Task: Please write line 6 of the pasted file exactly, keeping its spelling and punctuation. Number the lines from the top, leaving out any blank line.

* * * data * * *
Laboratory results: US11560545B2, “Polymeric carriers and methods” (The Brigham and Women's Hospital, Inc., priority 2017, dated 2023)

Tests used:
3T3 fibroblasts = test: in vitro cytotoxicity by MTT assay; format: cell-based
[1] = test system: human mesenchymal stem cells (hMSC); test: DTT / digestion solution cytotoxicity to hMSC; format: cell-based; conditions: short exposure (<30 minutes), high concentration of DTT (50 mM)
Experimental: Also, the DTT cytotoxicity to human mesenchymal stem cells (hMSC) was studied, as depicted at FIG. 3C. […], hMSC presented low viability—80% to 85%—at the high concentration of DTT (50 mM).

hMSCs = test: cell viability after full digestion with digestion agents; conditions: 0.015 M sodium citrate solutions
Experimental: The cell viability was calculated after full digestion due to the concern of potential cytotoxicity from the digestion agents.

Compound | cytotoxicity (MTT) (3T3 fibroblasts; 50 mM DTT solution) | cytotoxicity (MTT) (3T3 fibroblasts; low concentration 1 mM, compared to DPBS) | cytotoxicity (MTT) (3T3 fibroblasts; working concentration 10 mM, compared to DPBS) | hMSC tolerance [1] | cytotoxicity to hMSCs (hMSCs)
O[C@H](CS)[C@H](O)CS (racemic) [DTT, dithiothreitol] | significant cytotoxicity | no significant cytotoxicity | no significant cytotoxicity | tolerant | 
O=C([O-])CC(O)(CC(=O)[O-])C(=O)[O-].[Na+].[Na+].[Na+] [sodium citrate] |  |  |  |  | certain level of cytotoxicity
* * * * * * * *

hMSCs = test: cell viability after full digestion with digestion agents; conditions: 0.015 M sodium citrate solutions